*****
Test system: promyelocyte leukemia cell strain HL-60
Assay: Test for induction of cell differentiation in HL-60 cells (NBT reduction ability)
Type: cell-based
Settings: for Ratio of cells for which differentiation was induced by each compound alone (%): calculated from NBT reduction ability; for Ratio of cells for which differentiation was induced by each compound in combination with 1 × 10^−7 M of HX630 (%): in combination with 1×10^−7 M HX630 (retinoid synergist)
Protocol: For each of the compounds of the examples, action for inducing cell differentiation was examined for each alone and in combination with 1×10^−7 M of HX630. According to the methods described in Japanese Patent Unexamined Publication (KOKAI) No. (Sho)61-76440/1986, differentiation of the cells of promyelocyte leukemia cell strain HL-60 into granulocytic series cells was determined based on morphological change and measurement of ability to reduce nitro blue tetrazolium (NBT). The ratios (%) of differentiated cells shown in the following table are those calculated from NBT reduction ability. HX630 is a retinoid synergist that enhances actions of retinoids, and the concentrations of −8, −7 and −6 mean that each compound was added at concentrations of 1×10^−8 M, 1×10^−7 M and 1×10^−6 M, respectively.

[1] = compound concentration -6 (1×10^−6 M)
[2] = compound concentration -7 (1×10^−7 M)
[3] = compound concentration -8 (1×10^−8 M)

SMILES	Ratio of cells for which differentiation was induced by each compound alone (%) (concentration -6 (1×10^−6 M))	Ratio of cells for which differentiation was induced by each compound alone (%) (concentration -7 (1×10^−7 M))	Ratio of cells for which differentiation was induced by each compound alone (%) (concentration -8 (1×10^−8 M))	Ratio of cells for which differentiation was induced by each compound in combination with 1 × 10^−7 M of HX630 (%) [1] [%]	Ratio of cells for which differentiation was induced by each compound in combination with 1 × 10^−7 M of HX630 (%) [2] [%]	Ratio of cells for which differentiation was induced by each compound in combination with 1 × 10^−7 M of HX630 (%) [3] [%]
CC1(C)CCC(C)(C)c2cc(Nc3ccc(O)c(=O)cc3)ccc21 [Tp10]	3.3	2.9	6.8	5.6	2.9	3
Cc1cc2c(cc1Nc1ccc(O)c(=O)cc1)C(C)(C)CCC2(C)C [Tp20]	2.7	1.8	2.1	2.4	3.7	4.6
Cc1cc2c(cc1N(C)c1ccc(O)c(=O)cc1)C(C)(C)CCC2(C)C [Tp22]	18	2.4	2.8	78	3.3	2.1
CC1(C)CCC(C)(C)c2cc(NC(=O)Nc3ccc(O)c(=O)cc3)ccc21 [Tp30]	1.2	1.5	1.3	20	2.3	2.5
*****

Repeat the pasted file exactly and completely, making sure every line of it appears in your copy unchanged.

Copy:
Test system: promyelocyte leukemia cell strain HL-60
Assay: Test for induction of cell differentiation in HL-60 cells (NBT reduction ability)
Type: cell-based
Settings: for Ratio of cells for which differentiation was induced by each compound alone (%): calculated from NBT reduction ability; for Ratio of cells for which differentiation was induced by each compound in combination with 1 × 10^−7 M of HX630 (%): in combination with 1×10^−7 M HX630 (retinoid synergist)
Protocol: For each of the compounds of the examples, action for inducing cell differentiation was examined for each alone and in combination with 1×10^−7 M of HX630. According to the methods described in Japanese Patent Unexamined Publication (KOKAI) No. (Sho)61-76440/1986, differentiation of the cells of promyelocyte leukemia cell strain HL-60 into granulocytic series cells was determined based on morphological change and measurement of ability to reduce nitro blue tetrazolium (NBT). The ratios (%) of differentiated cells shown in the following table are those calculated from NBT reduction ability. HX630 is a retinoid synergist that enhances actions of retinoids, and the concentrations of −8, −7 and −6 mean that each compound was added at concentrations of 1×10^−8 M, 1×10^−7 M and 1×10^−6 M, respectively.

[1] = compound concentration -6 (1×10^−6 M)
[2] = compound concentration -7 (1×10^−7 M)
[3] = compound concentration -8 (1×10^−8 M)

SMILES	Ratio of cells for which differentiation was induced by each compound alone (%) (concentration -6 (1×10^−6 M))	Ratio of cells for which differentiation was induced by each compound alone (%) (concentration -7 (1×10^−7 M))	Ratio of cells for which differentiation was induced by each compound alone (%) (concentration -8 (1×10^−8 M))	Ratio of cells for which differentiation was induced by each compound in combination with 1 × 10^−7 M of HX630 (%) [1] [%]	Ratio of cells for which differentiation was induced by each compound in combination with 1 × 10^−7 M of HX630 (%) [2] [%]	Ratio of cells for which differentiation was induced by each compound in combination with 1 × 10^−7 M of HX630 (%) [3] [%]
CC1(C)CCC(C)(C)c2cc(Nc3ccc(O)c(=O)cc3)ccc21 [Tp10]	3.3	2.9	6.8	5.6	2.9	3
Cc1cc2c(cc1Nc1ccc(O)c(=O)cc1)C(C)(C)CCC2(C)C [Tp20]	2.7	1.8	2.1	2.4	3.7	4.6
Cc1cc2c(cc1N(C)c1ccc(O)c(=O)cc1)C(C)(C)CCC2(C)C [Tp22]	18	2.4	2.8	78	3.3	2.1
CC1(C)CCC(C)(C)c2cc(NC(=O)Nc3ccc(O)c(=O)cc3)ccc21 [Tp30]	1.2	1.5	1.3	20	2.3	2.5